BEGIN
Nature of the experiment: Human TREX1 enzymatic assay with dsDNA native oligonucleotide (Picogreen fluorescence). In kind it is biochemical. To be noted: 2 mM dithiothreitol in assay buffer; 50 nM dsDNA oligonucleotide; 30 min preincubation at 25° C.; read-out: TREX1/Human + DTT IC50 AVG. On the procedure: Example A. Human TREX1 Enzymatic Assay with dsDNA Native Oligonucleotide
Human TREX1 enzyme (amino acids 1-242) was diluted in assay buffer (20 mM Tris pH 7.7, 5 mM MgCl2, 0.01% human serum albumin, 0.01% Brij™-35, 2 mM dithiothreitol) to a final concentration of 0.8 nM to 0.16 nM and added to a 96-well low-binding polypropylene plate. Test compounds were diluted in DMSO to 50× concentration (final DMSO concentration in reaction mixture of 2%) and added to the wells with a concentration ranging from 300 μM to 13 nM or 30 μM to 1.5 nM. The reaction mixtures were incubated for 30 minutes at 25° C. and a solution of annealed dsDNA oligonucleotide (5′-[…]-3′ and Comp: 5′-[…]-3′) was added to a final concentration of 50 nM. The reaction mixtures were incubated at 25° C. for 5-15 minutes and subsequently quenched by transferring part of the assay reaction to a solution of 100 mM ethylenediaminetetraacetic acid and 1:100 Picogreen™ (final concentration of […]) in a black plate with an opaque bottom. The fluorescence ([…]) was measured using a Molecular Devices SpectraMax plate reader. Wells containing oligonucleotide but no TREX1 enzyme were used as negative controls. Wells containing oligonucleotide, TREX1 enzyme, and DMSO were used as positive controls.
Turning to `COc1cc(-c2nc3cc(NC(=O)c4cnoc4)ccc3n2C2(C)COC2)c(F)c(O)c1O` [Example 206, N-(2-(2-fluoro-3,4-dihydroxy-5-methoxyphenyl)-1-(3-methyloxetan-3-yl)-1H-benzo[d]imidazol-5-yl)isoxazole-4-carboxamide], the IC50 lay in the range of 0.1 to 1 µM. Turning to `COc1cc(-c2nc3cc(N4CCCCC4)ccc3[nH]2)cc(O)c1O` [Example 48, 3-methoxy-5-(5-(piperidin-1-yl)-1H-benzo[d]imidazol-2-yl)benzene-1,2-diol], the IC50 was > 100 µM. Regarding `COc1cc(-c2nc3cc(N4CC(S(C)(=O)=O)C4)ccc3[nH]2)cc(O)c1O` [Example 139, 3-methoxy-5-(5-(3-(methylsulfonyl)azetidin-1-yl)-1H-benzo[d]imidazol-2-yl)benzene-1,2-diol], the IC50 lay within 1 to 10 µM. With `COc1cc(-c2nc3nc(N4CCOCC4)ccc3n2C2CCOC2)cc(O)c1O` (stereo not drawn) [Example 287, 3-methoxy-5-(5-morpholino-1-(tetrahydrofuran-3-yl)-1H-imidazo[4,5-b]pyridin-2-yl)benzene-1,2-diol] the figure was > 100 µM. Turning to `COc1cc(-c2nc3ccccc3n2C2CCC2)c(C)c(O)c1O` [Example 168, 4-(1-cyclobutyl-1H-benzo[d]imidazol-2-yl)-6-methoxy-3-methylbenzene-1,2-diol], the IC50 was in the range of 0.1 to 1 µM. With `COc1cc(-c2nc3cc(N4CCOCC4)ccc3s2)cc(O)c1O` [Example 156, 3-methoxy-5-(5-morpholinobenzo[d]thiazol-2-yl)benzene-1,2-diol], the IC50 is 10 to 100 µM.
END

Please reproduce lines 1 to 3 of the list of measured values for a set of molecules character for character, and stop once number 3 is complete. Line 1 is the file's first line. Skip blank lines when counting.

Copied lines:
Nature of the experiment: Human TREX1 enzymatic assay with dsDNA native oligonucleotide (Picogreen fluorescence). In kind it is biochemical. To be noted: 2 mM dithiothreitol in assay buffer; 50 nM dsDNA oligonucleotide; 30 min preincubation at 25° C.; read-out: TREX1/Human + DTT IC50 AVG. On the procedure: Example A. Human TREX1 Enzymatic Assay with dsDNA Native Oligonucleotide
Human TREX1 enzyme (amino acids 1-242) was diluted in assay buffer (20 mM Tris pH 7.7, 5 mM MgCl2, 0.01% human serum albumin, 0.01% Brij™-35, 2 mM dithiothreitol) to a final concentration of 0.8 nM to 0.16 nM and added to a 96-well low-binding polypropylene plate. Test compounds were diluted in DMSO to 50× concentration (final DMSO concentration in reaction mixture of 2%) and added to the wells with a concentration ranging from 300 μM to 13 nM or 30 μM to 1.5 nM. The reaction mixtures were incubated for 30 minutes at 25° C. and a solution of annealed dsDNA oligonucleotide (5′-[…]-3′ and Comp: 5′-[…]-3′) was added to a final concentration of 50 nM. The reaction mixtures were incubated at 25° C. for 5-15 minutes and subsequently quenched by transferring part of the assay reaction to a solution of 100 mM ethylenediaminetetraacetic acid and 1:100 Picogreen™ (final concentration of […]) in a black plate with an opaque bottom. The fluorescence ([…]) was measured using a Molecular Devices SpectraMax plate reader. Wells containing oligonucleotide but no TREX1 enzyme were used as negative controls. Wells containing oligonucleotide, TREX1 enzyme, and DMSO were used as positive controls.
Turning to `COc1cc(-c2nc3cc(NC(=O)c4cnoc4)ccc3n2C2(C)COC2)c(F)c(O)c1O` [Example 206, N-(2-(2-fluoro-3,4-dihydroxy-5-methoxyphenyl)-1-(3-methyloxetan-3-yl)-1H-benzo[d]imidazol-5-yl)isoxazole-4-carboxamide], the IC50 lay in the range of 0.1 to 1 µM. Turning to `COc1cc(-c2nc3cc(N4CCCCC4)ccc3[nH]2)cc(O)c1O` [Example 48, 3-methoxy-5-(5-(piperidin-1-yl)-1H-benzo[d]imidazol-2-yl)benzene-1,2-diol], the IC50 was > 100 µM. Regarding `COc1cc(-c2nc3cc(N4CC(S(C)(=O)=O)C4)ccc3[nH]2)cc(O)c1O` [Example 139, 3-methoxy-5-(5-(3-(methylsulfonyl)azetidin-1-yl)-1H-benzo[d]imidazol-2-yl)benzene-1,2-diol], the IC50 lay within 1 to 10 µM. With `COc1cc(-c2nc3nc(N4CCOCC4)ccc3n2C2CCOC2)cc(O)c1O` (stereo not drawn) [Example 287, 3-methoxy-5-(5-morpholino-1-(tetrahydrofuran-3-yl)-1H-imidazo[4,5-b]pyridin-2-yl)benzene-1,2-diol] the figure was > 100 µM. Turning to `COc1cc(-c2nc3ccccc3n2C2CCC2)c(C)c(O)c1O` [Example 168, 4-(1-cyclobutyl-1H-benzo[d]imidazol-2-yl)-6-methoxy-3-methylbenzene-1,2-diol], the IC50 was in the range of 0.1 to 1 µM. With `COc1cc(-c2nc3cc(N4CCOCC4)ccc3s2)cc(O)c1O` [Example 156, 3-methoxy-5-(5-morpholinobenzo[d]thiazol-2-yl)benzene-1,2-diol], the IC50 is 10 to 100 µM.